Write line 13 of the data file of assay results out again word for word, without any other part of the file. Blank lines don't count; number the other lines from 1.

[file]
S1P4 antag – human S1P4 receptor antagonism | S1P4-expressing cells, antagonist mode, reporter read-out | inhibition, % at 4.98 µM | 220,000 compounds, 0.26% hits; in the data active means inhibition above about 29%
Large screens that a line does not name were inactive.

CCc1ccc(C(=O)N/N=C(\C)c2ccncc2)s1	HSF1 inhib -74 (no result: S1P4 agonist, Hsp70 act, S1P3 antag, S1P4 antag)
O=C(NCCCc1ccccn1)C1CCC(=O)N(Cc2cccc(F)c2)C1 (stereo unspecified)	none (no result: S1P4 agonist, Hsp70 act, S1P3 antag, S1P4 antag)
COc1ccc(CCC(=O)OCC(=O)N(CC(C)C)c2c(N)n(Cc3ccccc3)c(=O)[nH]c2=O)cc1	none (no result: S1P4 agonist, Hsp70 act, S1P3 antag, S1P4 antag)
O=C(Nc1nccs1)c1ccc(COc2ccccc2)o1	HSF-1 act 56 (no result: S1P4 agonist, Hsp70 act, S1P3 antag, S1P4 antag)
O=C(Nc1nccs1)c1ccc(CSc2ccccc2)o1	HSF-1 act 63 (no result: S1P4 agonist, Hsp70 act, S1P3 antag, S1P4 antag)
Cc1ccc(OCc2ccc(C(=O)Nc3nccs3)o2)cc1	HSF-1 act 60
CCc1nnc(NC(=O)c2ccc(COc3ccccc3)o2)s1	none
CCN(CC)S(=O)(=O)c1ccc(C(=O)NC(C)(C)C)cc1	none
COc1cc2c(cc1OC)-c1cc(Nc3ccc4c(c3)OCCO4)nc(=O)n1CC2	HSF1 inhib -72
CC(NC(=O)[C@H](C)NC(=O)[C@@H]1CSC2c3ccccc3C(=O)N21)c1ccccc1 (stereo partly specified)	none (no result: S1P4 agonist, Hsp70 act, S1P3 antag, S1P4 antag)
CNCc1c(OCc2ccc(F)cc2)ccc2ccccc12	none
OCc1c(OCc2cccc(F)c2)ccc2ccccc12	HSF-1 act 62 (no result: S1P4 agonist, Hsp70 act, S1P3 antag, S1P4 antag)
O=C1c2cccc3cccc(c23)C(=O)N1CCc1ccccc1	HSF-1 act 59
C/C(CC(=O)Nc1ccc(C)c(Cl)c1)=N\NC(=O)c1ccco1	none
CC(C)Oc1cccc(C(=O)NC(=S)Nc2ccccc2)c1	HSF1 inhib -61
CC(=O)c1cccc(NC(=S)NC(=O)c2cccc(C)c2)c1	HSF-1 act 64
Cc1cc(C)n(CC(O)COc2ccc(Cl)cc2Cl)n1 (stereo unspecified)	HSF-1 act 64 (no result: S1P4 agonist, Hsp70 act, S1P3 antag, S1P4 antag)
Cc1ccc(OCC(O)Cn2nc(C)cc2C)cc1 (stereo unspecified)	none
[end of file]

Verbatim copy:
CNCc1c(OCc2ccc(F)cc2)ccc2ccccc12	none